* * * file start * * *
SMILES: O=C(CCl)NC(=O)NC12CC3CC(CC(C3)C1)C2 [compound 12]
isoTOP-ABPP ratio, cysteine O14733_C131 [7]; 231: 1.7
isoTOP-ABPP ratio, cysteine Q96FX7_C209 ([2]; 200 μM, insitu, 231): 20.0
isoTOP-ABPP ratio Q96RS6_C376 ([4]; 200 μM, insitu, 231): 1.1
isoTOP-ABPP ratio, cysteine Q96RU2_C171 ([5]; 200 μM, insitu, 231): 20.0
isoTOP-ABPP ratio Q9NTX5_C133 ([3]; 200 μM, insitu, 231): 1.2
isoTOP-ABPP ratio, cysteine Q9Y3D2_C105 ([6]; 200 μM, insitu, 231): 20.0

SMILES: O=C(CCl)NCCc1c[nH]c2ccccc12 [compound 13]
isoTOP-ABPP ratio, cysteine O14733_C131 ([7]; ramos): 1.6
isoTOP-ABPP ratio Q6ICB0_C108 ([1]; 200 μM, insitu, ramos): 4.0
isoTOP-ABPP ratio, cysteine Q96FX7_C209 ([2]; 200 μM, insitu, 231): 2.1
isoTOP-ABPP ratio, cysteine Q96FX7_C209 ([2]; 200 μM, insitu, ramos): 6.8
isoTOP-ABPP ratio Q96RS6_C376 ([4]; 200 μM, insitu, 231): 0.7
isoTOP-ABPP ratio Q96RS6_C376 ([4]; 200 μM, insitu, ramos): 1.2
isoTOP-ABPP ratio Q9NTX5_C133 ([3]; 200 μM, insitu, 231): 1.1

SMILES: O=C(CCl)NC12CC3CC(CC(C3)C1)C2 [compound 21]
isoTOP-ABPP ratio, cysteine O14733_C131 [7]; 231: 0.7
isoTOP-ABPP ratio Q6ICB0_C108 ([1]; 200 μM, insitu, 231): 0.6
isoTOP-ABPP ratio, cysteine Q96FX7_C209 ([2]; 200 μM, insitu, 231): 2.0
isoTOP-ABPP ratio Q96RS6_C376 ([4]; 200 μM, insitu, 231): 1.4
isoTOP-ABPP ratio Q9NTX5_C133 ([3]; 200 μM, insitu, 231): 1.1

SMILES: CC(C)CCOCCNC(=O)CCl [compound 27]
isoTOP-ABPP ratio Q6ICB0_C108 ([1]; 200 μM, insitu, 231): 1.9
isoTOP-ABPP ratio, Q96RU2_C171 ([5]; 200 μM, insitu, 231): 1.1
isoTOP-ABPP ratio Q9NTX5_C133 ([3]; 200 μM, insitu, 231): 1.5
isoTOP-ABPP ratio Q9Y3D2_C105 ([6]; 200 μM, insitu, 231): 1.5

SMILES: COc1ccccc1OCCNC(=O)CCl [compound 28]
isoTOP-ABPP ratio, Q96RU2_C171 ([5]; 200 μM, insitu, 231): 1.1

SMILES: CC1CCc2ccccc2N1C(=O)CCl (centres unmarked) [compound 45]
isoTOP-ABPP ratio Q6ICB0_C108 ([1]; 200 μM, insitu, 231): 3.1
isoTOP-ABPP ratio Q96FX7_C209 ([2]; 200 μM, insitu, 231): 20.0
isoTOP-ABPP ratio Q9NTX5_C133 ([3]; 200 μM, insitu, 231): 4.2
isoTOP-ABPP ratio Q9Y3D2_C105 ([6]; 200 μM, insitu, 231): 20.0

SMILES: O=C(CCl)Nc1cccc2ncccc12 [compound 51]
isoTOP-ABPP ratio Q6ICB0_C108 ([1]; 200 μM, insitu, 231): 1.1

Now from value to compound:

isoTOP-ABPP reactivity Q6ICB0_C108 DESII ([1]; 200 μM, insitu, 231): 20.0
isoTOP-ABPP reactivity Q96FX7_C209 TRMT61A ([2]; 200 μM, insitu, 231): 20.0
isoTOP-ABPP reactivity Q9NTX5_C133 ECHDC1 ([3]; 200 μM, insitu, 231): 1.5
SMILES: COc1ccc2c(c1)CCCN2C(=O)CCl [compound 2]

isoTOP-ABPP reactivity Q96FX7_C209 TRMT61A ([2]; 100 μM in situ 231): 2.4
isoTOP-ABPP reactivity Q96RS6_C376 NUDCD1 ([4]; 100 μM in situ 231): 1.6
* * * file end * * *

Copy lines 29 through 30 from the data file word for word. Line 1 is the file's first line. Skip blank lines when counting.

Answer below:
SMILES: CC1CCc2ccccc2N1C(=O)CCl (centres unmarked) [compound 45]
isoTOP-ABPP ratio Q6ICB0_C108 ([1]; 200 μM, insitu, 231): 3.1